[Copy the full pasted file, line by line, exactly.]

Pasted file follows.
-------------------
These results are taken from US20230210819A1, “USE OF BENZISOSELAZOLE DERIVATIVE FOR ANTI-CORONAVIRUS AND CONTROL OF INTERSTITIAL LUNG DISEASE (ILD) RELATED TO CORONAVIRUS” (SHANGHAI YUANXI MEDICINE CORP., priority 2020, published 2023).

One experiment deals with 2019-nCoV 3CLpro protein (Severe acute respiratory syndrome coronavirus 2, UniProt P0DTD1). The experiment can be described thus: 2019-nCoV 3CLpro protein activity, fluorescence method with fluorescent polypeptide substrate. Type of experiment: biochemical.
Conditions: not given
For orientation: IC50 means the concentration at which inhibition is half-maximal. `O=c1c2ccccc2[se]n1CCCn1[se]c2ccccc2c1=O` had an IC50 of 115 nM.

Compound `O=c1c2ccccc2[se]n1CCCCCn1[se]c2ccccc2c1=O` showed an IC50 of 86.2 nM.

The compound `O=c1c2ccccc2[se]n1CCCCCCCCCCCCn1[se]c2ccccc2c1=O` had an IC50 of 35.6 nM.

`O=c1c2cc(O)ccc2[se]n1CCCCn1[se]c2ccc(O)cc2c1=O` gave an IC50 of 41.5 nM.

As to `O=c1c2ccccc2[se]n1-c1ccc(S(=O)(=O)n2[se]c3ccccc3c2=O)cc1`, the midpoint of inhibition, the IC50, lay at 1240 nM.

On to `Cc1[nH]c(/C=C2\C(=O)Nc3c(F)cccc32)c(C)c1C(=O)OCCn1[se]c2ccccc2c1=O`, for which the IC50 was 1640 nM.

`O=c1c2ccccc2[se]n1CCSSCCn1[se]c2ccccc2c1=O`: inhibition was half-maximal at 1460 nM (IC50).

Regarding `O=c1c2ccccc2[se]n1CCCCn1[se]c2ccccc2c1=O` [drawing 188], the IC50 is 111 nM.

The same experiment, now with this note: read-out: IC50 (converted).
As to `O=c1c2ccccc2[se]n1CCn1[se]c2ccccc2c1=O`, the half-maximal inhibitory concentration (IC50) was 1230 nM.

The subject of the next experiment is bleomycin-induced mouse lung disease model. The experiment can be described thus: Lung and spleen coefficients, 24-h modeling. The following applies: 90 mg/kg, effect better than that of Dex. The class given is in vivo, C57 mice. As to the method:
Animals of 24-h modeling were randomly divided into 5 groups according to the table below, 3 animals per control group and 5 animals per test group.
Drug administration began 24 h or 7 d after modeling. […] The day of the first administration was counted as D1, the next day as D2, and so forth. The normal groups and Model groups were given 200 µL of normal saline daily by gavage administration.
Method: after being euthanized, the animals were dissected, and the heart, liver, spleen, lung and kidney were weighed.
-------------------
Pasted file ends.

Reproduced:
These results are taken from US20230210819A1, “USE OF BENZISOSELAZOLE DERIVATIVE FOR ANTI-CORONAVIRUS AND CONTROL OF INTERSTITIAL LUNG DISEASE (ILD) RELATED TO CORONAVIRUS” (SHANGHAI YUANXI MEDICINE CORP., priority 2020, published 2023).

One experiment deals with 2019-nCoV 3CLpro protein (Severe acute respiratory syndrome coronavirus 2, UniProt P0DTD1). The experiment can be described thus: 2019-nCoV 3CLpro protein activity, fluorescence method with fluorescent polypeptide substrate. Type of experiment: biochemical.
Conditions: not given
For orientation: IC50 means the concentration at which inhibition is half-maximal. `O=c1c2ccccc2[se]n1CCCn1[se]c2ccccc2c1=O` had an IC50 of 115 nM.

Compound `O=c1c2ccccc2[se]n1CCCCCn1[se]c2ccccc2c1=O` showed an IC50 of 86.2 nM.

The compound `O=c1c2ccccc2[se]n1CCCCCCCCCCCCn1[se]c2ccccc2c1=O` had an IC50 of 35.6 nM.

`O=c1c2cc(O)ccc2[se]n1CCCCn1[se]c2ccc(O)cc2c1=O` gave an IC50 of 41.5 nM.

As to `O=c1c2ccccc2[se]n1-c1ccc(S(=O)(=O)n2[se]c3ccccc3c2=O)cc1`, the midpoint of inhibition, the IC50, lay at 1240 nM.

On to `Cc1[nH]c(/C=C2\C(=O)Nc3c(F)cccc32)c(C)c1C(=O)OCCn1[se]c2ccccc2c1=O`, for which the IC50 was 1640 nM.

`O=c1c2ccccc2[se]n1CCSSCCn1[se]c2ccccc2c1=O`: inhibition was half-maximal at 1460 nM (IC50).

Regarding `O=c1c2ccccc2[se]n1CCCCn1[se]c2ccccc2c1=O` [drawing 188], the IC50 is 111 nM.

The same experiment, now with this note: read-out: IC50 (converted).
As to `O=c1c2ccccc2[se]n1CCn1[se]c2ccccc2c1=O`, the half-maximal inhibitory concentration (IC50) was 1230 nM.

The subject of the next experiment is bleomycin-induced mouse lung disease model. The experiment can be described thus: Lung and spleen coefficients, 24-h modeling. The following applies: 90 mg/kg, effect better than that of Dex. The class given is in vivo, C57 mice. As to the method:
Animals of 24-h modeling were randomly divided into 5 groups according to the table below, 3 animals per control group and 5 animals per test group.
Drug administration began 24 h or 7 d after modeling. […] The day of the first administration was counted as D1, the next day as D2, and so forth. The normal groups and Model groups were given 200 µL of normal saline daily by gavage administration.
Method: after being euthanized, the animals were dissected, and the heart, liver, spleen, lung and kidney were weighed.